Good-bye Summer

We’ve had a second summer here in southern Ontario in September. It was over 30 degrees Celsius (close to 90F) during the day for about a week now, which is actually hotter and more humid than it has been for most of the summer. This has the effect of stretching out the summer, especially since we can still get good corn at the market. And it causes me to look back on the recipes I’ve discovered this summer.

I had the chance to make a lovely summer lunch with two dear friends who are both fans of Yotem Ottolenghi’s wonderful, excessively complicated recipes. We ate outside and enjoyed cod with spicy tomato sauce, which I made a few times this summer, despite it being more involved than my usual fish dinner. We had it with basmati and wild rice with chickpeas, currants, and herbs and an Ethiopian lentil stew. The fish and rice recipes are from Ottolenghi’s Jerusalem cookbook, which has enough great recipes to make it worth buying. In truth, though, I rarely make one of his recipes without skipping a step or leaving out an ingredient. In the case of the rice, it was the fried onions. It was still delicious.

Another staple worth mentioning is Sarah Britton’s Best Lentil Salad Ever. Might as well just have this in the fridge at all times. It can be lunch, dinner, picnic, potluck, and is made from pantry staples. I like to dress mine up with fresh greens like mizuna.

Another recent discovery is Melissa Clark’s fusili with lemon, capers, and roasted cauliflower from her new cookbook Dinner: Changing the Game. It comes together fast and is a great mix of flavors. You can add chickpeas or cannellini beans to make it a little heartier. The cookbook is worth a look, too, because Clark is a brilliant recipe writer who keeps things simple and streamlined but the flavors come out interesting.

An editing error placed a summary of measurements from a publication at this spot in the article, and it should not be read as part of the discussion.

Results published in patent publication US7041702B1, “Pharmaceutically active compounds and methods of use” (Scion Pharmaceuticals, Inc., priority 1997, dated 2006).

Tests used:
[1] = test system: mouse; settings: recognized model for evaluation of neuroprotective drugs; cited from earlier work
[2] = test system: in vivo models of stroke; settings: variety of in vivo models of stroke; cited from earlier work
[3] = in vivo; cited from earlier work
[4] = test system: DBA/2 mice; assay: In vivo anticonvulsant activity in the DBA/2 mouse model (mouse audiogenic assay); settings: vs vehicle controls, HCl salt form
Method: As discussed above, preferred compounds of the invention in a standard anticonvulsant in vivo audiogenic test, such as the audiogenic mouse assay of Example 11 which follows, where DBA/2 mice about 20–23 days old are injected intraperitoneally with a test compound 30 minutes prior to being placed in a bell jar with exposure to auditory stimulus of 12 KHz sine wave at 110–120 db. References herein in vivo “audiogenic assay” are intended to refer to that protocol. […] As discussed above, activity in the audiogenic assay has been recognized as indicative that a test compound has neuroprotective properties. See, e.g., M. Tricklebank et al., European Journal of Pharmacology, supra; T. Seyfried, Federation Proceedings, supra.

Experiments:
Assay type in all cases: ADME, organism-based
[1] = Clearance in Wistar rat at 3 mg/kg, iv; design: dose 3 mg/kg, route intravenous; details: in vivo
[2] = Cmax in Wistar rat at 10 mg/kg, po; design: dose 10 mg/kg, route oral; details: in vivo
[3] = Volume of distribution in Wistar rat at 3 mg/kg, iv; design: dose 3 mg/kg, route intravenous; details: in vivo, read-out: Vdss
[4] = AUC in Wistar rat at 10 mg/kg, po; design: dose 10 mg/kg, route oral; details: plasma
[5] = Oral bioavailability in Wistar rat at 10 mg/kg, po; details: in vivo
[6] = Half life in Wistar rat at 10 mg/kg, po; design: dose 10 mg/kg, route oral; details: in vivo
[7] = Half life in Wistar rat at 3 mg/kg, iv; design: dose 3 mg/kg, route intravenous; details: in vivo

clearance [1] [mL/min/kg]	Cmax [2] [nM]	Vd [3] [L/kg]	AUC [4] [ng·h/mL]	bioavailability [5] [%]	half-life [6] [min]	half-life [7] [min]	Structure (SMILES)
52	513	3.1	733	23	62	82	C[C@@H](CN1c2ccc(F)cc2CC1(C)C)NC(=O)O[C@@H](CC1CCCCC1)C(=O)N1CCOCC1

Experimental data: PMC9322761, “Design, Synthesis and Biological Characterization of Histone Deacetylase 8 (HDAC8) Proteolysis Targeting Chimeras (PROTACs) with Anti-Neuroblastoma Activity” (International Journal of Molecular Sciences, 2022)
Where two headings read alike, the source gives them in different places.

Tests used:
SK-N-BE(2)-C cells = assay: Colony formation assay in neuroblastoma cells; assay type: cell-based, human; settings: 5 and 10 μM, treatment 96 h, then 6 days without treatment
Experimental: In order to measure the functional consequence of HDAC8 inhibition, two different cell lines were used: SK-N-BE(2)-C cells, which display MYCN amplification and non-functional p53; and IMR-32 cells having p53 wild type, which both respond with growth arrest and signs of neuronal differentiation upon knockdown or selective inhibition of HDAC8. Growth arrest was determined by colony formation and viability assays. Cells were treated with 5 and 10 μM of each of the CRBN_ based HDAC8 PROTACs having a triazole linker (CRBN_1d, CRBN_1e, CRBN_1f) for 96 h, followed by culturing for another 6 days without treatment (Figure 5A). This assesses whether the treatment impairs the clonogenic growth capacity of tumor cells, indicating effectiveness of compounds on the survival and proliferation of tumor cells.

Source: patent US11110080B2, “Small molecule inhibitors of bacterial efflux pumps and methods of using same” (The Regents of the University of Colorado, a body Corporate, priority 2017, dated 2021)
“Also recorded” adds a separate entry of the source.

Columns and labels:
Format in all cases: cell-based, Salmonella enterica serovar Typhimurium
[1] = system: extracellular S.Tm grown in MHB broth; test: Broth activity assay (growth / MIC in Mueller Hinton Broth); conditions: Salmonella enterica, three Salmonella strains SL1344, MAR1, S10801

Another Melissa Clark standout is her broccoli salad recipe. Okay, I haven’t made this recipe as written, but I’ve used it as an inspiration to make a raw broccoli salad, letting the broccoli “cook” in the dressing over a couple of hours. I made it with olive oil, lemon, and garlic because I was traveling and that was what I had on hand in our beach condo and then in the little apartment that we rented in Paris for a week. It proved to be just the right thing to come home to after a long day of sightseeing when you only have the energy for a very simple supper. This will keep for a day or two because the broccoli won’t wilt like salad greens will. One of these days I will get around to making Melissa Clark’s actual recipe, which created a quiet commotion on the foodie-net when it appeared in the NYT last spring.

Looking back over these recipes, none of them are exclusively summer recipes, they’re just recipes that I happened to make over this summer. So I can — and will — keep making them into the fall. The pasta with cauliflower will be in our regular dinner rotation, and the lentil salad should find a permanent spot in the fridge. The past couple of days the weather has turned more autumnal, and now we look forward to the season of root vegetables, soups, and stews.